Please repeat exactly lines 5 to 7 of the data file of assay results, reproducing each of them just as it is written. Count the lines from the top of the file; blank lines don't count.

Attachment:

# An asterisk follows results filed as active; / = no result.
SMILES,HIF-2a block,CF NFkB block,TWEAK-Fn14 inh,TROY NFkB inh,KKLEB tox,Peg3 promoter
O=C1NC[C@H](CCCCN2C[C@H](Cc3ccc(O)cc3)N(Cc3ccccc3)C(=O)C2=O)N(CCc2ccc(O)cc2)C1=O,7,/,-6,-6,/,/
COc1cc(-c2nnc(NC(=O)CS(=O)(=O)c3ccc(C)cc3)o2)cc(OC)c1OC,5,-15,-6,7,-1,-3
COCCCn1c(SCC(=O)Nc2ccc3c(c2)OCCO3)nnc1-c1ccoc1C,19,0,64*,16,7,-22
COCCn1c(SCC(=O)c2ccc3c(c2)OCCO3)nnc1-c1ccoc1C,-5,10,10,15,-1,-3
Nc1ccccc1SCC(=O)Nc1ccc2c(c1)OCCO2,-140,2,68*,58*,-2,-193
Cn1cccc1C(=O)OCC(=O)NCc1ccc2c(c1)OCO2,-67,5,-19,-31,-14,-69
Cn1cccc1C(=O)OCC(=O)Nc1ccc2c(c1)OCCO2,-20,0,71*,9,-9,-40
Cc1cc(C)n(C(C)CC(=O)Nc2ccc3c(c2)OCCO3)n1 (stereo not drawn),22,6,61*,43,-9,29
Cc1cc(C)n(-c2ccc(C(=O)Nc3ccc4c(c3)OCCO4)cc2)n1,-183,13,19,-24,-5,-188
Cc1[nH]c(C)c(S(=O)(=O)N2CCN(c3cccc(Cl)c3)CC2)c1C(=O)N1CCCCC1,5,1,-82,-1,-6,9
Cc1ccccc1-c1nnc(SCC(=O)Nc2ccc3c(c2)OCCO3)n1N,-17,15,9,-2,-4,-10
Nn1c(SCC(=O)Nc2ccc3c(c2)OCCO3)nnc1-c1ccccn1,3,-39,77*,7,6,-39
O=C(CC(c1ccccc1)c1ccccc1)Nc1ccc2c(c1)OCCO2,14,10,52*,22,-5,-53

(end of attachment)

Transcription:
COCCCn1c(SCC(=O)Nc2ccc3c(c2)OCCO3)nnc1-c1ccoc1C,19,0,64*,16,7,-22
COCCn1c(SCC(=O)c2ccc3c(c2)OCCO3)nnc1-c1ccoc1C,-5,10,10,15,-1,-3
Nc1ccccc1SCC(=O)Nc1ccc2c(c1)OCCO2,-140,2,68*,58*,-2,-193